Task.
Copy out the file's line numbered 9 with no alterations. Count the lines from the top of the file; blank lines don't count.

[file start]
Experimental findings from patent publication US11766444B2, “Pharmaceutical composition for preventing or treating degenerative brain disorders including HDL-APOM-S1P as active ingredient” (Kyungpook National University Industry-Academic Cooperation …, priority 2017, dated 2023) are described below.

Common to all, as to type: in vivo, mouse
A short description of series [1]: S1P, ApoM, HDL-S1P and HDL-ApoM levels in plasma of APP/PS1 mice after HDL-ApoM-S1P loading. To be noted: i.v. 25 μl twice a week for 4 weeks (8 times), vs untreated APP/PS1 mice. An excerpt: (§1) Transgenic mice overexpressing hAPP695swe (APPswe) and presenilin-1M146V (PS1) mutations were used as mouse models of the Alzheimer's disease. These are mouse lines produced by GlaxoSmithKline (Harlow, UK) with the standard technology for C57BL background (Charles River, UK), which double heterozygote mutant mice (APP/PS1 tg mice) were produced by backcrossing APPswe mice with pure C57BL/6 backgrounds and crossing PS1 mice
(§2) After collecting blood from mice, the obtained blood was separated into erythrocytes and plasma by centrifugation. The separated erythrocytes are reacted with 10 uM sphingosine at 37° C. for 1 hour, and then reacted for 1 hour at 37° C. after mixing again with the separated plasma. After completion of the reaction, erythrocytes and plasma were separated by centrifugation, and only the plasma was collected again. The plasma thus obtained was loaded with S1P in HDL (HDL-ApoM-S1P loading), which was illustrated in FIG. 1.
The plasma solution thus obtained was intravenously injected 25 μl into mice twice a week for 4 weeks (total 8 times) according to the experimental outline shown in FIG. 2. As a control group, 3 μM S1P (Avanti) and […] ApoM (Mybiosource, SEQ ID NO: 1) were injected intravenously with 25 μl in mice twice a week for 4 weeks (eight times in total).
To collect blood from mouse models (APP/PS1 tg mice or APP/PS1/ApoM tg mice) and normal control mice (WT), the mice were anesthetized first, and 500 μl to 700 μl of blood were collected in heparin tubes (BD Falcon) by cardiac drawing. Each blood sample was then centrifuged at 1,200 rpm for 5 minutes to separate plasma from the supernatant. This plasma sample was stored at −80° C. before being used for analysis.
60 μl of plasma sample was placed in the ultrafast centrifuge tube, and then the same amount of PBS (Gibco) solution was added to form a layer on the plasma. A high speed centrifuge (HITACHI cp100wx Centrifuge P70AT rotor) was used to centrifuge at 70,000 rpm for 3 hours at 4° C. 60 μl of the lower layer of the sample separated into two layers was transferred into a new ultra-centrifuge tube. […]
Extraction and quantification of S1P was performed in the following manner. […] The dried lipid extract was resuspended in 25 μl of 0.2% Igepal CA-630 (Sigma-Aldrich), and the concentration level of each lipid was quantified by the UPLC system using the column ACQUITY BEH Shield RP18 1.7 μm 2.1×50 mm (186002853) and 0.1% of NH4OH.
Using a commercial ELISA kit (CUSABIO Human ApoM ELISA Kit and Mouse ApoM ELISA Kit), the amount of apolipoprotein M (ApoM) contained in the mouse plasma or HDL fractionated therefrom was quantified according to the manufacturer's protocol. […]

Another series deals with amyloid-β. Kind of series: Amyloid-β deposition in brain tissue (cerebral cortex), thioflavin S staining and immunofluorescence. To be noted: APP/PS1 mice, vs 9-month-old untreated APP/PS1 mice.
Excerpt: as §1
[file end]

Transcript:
Using a commercial ELISA kit (CUSABIO Human ApoM ELISA Kit and Mouse ApoM ELISA Kit), the amount of apolipoprotein M (ApoM) contained in the mouse plasma or HDL fractionated therefrom was quantified according to the manufacturer's protocol. […]